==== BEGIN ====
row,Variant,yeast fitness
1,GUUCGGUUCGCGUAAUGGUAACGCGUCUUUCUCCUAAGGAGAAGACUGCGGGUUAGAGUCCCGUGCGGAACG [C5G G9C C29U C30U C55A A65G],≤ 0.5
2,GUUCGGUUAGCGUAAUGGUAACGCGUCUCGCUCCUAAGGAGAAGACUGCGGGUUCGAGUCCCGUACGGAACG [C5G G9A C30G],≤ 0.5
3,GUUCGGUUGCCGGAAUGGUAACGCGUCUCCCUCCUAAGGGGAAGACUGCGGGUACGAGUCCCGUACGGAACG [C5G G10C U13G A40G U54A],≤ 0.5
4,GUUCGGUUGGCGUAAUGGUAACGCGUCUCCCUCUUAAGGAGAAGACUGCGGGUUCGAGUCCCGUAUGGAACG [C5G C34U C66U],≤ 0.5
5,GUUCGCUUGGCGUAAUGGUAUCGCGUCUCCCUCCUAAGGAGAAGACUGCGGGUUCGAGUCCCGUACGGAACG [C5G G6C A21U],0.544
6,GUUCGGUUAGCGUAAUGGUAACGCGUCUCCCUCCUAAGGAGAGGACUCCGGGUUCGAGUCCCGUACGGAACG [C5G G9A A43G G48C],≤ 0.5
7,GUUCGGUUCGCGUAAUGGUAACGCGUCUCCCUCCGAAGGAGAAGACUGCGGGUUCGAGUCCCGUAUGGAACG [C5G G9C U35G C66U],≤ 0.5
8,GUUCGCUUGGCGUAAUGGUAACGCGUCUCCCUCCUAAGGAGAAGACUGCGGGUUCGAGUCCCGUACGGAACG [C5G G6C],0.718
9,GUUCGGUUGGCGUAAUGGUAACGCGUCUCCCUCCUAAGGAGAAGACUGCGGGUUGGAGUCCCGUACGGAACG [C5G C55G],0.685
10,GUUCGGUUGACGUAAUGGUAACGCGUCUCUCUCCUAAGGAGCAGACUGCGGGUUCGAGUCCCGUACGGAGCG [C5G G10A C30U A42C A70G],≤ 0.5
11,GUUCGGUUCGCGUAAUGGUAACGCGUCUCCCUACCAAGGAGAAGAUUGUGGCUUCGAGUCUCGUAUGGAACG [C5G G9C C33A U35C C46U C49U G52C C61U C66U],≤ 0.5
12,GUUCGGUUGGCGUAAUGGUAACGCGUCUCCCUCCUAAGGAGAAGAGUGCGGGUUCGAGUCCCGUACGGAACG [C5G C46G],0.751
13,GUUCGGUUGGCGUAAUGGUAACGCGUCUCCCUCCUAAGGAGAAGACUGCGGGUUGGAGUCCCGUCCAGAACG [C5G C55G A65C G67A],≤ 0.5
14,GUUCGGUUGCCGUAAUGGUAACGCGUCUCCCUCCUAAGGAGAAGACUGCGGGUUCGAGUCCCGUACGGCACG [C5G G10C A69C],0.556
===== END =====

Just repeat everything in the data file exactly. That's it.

row,Variant,yeast fitness
1,GUUCGGUUCGCGUAAUGGUAACGCGUCUUUCUCCUAAGGAGAAGACUGCGGGUUAGAGUCCCGUGCGGAACG [C5G G9C C29U C30U C55A A65G],≤ 0.5
2,GUUCGGUUAGCGUAAUGGUAACGCGUCUCGCUCCUAAGGAGAAGACUGCGGGUUCGAGUCCCGUACGGAACG [C5G G9A C30G],≤ 0.5
3,GUUCGGUUGCCGGAAUGGUAACGCGUCUCCCUCCUAAGGGGAAGACUGCGGGUACGAGUCCCGUACGGAACG [C5G G10C U13G A40G U54A],≤ 0.5
4,GUUCGGUUGGCGUAAUGGUAACGCGUCUCCCUCUUAAGGAGAAGACUGCGGGUUCGAGUCCCGUAUGGAACG [C5G C34U C66U],≤ 0.5
5,GUUCGCUUGGCGUAAUGGUAUCGCGUCUCCCUCCUAAGGAGAAGACUGCGGGUUCGAGUCCCGUACGGAACG [C5G G6C A21U],0.544
6,GUUCGGUUAGCGUAAUGGUAACGCGUCUCCCUCCUAAGGAGAGGACUCCGGGUUCGAGUCCCGUACGGAACG [C5G G9A A43G G48C],≤ 0.5
7,GUUCGGUUCGCGUAAUGGUAACGCGUCUCCCUCCGAAGGAGAAGACUGCGGGUUCGAGUCCCGUAUGGAACG [C5G G9C U35G C66U],≤ 0.5
8,GUUCGCUUGGCGUAAUGGUAACGCGUCUCCCUCCUAAGGAGAAGACUGCGGGUUCGAGUCCCGUACGGAACG [C5G G6C],0.718
9,GUUCGGUUGGCGUAAUGGUAACGCGUCUCCCUCCUAAGGAGAAGACUGCGGGUUGGAGUCCCGUACGGAACG [C5G C55G],0.685
10,GUUCGGUUGACGUAAUGGUAACGCGUCUCUCUCCUAAGGAGCAGACUGCGGGUUCGAGUCCCGUACGGAGCG [C5G G10A C30U A42C A70G],≤ 0.5
11,GUUCGGUUCGCGUAAUGGUAACGCGUCUCCCUACCAAGGAGAAGAUUGUGGCUUCGAGUCUCGUAUGGAACG [C5G G9C C33A U35C C46U C49U G52C C61U C66U],≤ 0.5
12,GUUCGGUUGGCGUAAUGGUAACGCGUCUCCCUCCUAAGGAGAAGAGUGCGGGUUCGAGUCCCGUACGGAACG [C5G C46G],0.751
13,GUUCGGUUGGCGUAAUGGUAACGCGUCUCCCUCCUAAGGAGAAGACUGCGGGUUGGAGUCCCGUCCAGAACG [C5G C55G A65C G67A],≤ 0.5
14,GUUCGGUUGCCGUAAUGGUAACGCGUCUCCCUCCUAAGGAGAAGACUGCGGGUUCGAGUCCCGUACGGCACG [C5G G10C A69C],0.556